I found this treasure on the internet somewhere, and I am a rabid fan of Graham Masterson. I wanted to post them here so I can study them closer every day...Hope any aspiring writers find these helpful.
LESSON ONE: Don't write, talk, and use your natural voice, as if you were telling the story out loud to a group of friends. If there is a knack to writing it is to tell a story without consciously 'writing' about it. So many amateur writers have a good tale to tell, but are too concerned about making an impression on the page. Forget the fancy similes and the impressive metaphors, just tell it like it is. But do learn your grammar, syntax, spelling, etc, otherwise your amateur status will really show. Just like a motor mechanic's amateur status would show if he or she didn't know how to fix an alternator.
LESSON TWO: Don't describe, be there. Create a virtual world inside your head with weather, wind, noises, background music, smells and tastes. Forget about your PC ... let it melt and walk through it.
LESSON THREE: Never use cliches (except in dialogue where a character might reasonably be expected to talk in cliches). I recently read a new horror novel by quite a respected writer (well, bits of it, anyway) and he described total darkness by saying 'not even my hand in front of my face ... only darkness in its inky totality.' I mean, please. That's like saying night 'was like a coal-cellar ... only night in its nighty nightness.' Later he says 'a mental alarm bell jangled faintly deep inside my head.' Where else does a mental alarm bell ring except inside your head?
LESSON FOUR: Be surprising. Use metaphors and similes that nobody has ever thought of before. This requires thought, observation, and a sense of poetic rhythm and above all simpicity. Don't make the metaphor or simile so complicated that the reader is brought to a halt trying to work out what you're saying. I described a pretty but dumb girl as 'a small-town beauty queen who looked as if she had been hit in the head by half a brick.'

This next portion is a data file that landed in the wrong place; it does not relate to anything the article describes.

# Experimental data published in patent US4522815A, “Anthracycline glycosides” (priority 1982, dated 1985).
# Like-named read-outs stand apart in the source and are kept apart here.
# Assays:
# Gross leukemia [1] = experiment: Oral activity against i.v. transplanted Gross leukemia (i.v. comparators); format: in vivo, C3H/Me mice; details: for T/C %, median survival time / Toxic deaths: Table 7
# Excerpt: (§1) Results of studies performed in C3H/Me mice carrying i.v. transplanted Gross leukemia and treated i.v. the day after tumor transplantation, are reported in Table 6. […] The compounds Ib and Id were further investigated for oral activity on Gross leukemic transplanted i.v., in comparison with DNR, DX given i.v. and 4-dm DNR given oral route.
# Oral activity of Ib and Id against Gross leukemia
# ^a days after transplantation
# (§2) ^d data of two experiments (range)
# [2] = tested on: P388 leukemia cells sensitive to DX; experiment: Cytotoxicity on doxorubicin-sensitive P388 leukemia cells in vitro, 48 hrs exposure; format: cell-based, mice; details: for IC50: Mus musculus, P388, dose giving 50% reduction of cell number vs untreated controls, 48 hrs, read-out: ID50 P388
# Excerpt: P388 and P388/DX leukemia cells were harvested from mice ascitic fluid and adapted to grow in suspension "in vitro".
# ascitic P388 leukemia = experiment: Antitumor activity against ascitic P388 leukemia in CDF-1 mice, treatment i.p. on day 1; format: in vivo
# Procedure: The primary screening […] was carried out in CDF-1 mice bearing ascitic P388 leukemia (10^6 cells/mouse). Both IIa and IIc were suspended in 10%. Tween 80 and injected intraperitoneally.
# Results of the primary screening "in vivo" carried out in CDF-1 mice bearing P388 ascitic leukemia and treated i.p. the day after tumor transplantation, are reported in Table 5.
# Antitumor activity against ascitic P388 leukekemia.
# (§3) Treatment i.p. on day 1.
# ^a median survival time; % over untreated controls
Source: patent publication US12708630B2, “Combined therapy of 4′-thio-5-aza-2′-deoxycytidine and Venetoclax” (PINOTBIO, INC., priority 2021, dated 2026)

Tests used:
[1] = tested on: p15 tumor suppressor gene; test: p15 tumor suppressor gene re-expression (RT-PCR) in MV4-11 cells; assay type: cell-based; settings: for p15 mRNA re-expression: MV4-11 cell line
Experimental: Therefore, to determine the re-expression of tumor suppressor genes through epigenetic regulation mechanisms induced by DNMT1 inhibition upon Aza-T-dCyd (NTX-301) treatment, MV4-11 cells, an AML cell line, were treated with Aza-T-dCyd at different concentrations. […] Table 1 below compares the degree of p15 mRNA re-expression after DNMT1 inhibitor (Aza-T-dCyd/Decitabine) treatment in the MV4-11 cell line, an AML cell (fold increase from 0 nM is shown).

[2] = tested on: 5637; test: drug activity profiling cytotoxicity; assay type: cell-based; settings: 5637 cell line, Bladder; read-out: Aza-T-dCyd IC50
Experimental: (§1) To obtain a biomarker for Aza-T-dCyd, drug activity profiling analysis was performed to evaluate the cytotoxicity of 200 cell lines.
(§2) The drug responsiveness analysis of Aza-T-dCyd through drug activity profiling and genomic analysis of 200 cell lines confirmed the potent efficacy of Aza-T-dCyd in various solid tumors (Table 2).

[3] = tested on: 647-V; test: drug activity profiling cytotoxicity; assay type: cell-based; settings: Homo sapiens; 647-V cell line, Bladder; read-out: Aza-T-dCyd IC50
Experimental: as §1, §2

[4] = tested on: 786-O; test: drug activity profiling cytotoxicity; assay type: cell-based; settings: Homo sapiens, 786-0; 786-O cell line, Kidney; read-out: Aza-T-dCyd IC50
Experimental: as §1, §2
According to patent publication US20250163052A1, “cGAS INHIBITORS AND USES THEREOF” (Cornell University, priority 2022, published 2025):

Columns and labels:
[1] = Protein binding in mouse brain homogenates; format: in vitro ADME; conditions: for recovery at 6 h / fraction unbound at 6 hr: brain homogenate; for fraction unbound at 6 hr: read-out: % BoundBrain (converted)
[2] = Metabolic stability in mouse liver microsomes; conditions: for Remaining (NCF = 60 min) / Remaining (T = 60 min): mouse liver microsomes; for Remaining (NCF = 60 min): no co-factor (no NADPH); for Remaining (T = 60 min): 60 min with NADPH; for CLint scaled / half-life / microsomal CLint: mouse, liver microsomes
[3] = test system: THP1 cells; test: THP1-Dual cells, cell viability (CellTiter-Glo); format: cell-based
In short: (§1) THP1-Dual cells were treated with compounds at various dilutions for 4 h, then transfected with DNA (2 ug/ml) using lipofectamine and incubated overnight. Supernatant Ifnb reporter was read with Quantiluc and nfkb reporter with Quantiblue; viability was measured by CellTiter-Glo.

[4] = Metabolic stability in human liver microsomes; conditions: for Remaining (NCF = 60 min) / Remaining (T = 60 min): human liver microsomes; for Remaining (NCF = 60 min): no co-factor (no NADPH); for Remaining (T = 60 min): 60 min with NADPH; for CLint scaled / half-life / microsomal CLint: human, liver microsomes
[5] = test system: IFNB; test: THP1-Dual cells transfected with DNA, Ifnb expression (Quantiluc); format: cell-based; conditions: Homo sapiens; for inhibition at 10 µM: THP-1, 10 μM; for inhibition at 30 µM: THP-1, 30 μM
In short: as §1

LESSON FIVE: Be rhythmic, and sensitive to the balance of your sentences. That's why the study of good poetry is so important. It teaches you how to rearrange a sentence so that it reads more easily and yet emphasizes the words that you want the reader to pick up on. Read some Rupert Brooke:
'In your arms was still delight,
Quiet as a street at night;
And thoughts of you, I do remember,
Were green leaves in a darkened chamber,
Were dark clouds in a moonless sky...'
Hear that brilliant repetition of 'Were'? And at the end of the poem:
'O infinite deep I never knew,
I would come back, come back to you,
Find you, as a pool unstirred,
Kneel down by you and never a word,
Lay down my head, and nothing said,
In your hands, ungarlanded;
And a long watch you would keep;
And I should sleep, and I should sleep!'
Do you see how much emotion is conveyed by those repetitions and re-statements?
LESSON SIX: Do your research and then throw it away. Unless your readership is of the Tom Clancy/Clive Cussler type, who relish reading about 3455 XY-cluster missiles, tell your story secure in the knowledge that you know where it's set and what your characters are like ... give them expertise in what they do ... but then tell the story.
LESSON SEVEN: Give your characters complete consistency. Don't twist their motivations to suit your plot. Even if it gives you a headache, try to think what they would actually do. Writing fiction is acting out a play on your own. As Ivor Cutler said in Turkish Bath Play ... 'You're going to do a play with just yourself?' 'Yes, there are 345 parts and I take all of them.'
I write with only the loosest of outlines since characters take on their own personalities and carry the story into all kinds of unexpected directions. With thrillers like Condor and Ikon I deliberately started writing several disparate plot-lines in order to set myself the challenge of tying them all up at the end. With Outrage, which I finished earlier this year (2003), I had absolutely no idea how it was going to end until the last 25 pages.